SEOUL (Reuters) - South Korea's Hyundai Motor Co <005380.KS> reported a 47 percent rise in quarterly net profit on Thursday, driven by strong global demand for its new models and as its Japanese rivals grapple with the aftermath of the March 11 earthquake and tsunami.
Hyundai, the world's fifth-biggest carmaker along with affiliate Kia Motors <000270.KS>, is expected to see its earnings grow further in the second quarter on the back of higher market share and reduced incentives.
Analysts see Hyundai and Kia, which are less reliant on Japanese parts than other global car makers such as General Motors <GM.N>, as among the biggest beneficiaries of a prolonged slump in Japanese output this year in the wake of the March 11 earthquake and tsunami, which savaged Japan's auto sector supply chain and disrupted power supplies.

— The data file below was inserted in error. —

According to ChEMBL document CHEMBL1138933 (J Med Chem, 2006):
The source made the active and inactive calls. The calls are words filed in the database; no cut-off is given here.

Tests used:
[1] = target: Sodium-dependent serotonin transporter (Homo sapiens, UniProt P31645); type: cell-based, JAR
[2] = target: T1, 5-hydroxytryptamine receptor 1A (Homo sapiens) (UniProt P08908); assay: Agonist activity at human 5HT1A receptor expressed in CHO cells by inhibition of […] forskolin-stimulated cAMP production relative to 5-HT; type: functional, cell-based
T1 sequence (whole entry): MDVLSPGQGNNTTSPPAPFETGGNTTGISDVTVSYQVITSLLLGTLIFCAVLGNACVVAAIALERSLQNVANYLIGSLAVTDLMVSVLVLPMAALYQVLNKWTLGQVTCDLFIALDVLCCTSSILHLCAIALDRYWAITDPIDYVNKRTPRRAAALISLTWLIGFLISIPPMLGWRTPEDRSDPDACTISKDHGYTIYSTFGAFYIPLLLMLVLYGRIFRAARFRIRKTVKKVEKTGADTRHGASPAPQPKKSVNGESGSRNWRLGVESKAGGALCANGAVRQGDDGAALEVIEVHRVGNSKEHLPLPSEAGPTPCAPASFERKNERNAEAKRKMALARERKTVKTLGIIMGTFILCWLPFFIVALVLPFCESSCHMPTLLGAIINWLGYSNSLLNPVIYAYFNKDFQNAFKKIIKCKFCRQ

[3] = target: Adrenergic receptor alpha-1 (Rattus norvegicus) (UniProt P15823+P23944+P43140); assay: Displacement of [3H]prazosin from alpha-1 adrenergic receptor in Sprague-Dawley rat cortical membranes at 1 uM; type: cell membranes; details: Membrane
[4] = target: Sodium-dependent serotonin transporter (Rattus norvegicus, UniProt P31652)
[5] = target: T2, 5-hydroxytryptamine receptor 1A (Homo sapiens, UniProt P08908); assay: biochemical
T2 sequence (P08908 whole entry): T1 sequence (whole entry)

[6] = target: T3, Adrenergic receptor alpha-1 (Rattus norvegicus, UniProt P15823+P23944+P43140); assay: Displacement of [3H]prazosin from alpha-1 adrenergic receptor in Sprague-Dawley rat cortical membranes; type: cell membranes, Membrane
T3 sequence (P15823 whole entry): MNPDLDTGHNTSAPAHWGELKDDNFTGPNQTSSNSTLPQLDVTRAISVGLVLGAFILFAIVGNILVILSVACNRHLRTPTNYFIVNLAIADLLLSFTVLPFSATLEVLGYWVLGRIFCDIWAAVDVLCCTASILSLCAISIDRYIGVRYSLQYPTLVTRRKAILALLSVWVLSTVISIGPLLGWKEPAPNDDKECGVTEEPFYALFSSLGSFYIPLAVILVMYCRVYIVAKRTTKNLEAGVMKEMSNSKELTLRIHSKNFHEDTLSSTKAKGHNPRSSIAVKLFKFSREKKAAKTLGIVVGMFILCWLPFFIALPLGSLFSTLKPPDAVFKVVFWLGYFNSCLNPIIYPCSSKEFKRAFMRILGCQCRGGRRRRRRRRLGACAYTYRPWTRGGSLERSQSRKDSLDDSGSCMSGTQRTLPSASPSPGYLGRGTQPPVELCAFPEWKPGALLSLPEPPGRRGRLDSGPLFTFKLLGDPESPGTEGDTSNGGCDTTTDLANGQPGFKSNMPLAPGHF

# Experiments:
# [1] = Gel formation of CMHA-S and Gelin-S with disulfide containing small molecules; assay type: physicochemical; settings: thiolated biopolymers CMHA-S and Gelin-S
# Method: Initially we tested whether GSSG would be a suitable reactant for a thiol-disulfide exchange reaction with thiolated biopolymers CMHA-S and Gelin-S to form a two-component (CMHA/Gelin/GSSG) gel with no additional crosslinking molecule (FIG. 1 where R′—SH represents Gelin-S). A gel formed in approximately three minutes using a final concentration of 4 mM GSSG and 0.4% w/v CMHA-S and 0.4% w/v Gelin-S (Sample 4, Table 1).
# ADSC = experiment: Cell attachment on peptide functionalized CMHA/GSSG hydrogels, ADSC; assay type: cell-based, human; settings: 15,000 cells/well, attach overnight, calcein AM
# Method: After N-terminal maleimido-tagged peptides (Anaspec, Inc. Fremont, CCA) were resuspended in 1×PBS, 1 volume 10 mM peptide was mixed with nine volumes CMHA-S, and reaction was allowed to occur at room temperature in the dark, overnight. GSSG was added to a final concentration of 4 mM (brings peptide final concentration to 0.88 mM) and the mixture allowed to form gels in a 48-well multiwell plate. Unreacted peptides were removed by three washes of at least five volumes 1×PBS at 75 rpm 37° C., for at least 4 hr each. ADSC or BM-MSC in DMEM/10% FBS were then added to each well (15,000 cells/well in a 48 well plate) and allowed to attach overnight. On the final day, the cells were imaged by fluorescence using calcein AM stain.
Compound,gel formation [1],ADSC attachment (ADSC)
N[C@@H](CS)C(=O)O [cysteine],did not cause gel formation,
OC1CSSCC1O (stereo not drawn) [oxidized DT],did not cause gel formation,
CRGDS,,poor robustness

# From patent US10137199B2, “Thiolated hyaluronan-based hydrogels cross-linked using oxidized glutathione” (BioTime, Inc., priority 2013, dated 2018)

Honda Motor Co <7267.T>, Japan's No.3 automaker and fourth-biggest in the U.S. market, said on Monday it would take until the end of the year before production returned to normal, echoing recent comments from Toyota <7203.T>.
Hyundai reported a 1.88 trillion Korean won ($1.7 billion)in January-March net profit, compared with 1.28 trillion won a year ago.
Hyundai was reporting earnings on a consolidated basis to reflect earnings of its affiliates including financial operations under new accounting rules, and there were no consensus guidelines for the result.
Hyundai outperformed its global peers in the last quarter thanks to popular models such as the Sonata mid-sized sedan and the Elantra compact in the United States, South Korea and other markets, analysts said.
Shares in Hyundai rose 2.8 percent by 0450 GMT versus a 0.3 percent drop in the wider market <.KS11>. ($1 = 1077.550 Korean Won)
(Reporting by Hyunjoo Jin; Editing by Matt Driskill and Jonathan Hopfner)